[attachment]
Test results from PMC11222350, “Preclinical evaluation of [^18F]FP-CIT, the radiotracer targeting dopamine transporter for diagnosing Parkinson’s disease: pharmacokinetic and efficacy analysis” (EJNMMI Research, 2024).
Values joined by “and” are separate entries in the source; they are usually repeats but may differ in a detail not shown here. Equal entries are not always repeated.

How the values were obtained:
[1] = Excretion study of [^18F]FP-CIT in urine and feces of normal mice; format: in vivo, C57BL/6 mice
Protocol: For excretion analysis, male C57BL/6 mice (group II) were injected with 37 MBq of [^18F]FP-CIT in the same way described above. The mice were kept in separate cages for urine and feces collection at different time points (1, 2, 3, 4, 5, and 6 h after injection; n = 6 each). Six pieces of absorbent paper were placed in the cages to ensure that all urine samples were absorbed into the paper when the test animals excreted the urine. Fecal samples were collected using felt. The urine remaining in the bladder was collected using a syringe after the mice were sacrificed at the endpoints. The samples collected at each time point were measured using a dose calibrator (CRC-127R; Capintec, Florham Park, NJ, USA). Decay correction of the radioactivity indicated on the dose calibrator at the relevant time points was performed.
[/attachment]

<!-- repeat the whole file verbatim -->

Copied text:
Test results from PMC11222350, “Preclinical evaluation of [^18F]FP-CIT, the radiotracer targeting dopamine transporter for diagnosing Parkinson’s disease: pharmacokinetic and efficacy analysis” (EJNMMI Research, 2024).
Values joined by “and” are separate entries in the source; they are usually repeats but may differ in a detail not shown here. Equal entries are not always repeated.

How the values were obtained:
[1] = Excretion study of [^18F]FP-CIT in urine and feces of normal mice; format: in vivo, C57BL/6 mice
Protocol: For excretion analysis, male C57BL/6 mice (group II) were injected with 37 MBq of [^18F]FP-CIT in the same way described above. The mice were kept in separate cages for urine and feces collection at different time points (1, 2, 3, 4, 5, and 6 h after injection; n = 6 each). Six pieces of absorbent paper were placed in the cages to ensure that all urine samples were absorbed into the paper when the test animals excreted the urine. Fecal samples were collected using felt. The urine remaining in the bladder was collected using a syringe after the mice were sacrificed at the endpoints. The samples collected at each time point were measured using a dose calibrator (CRC-127R; Capintec, Florham Park, NJ, USA). Decay correction of the radioactivity indicated on the dose calibrator at the relevant time points was performed.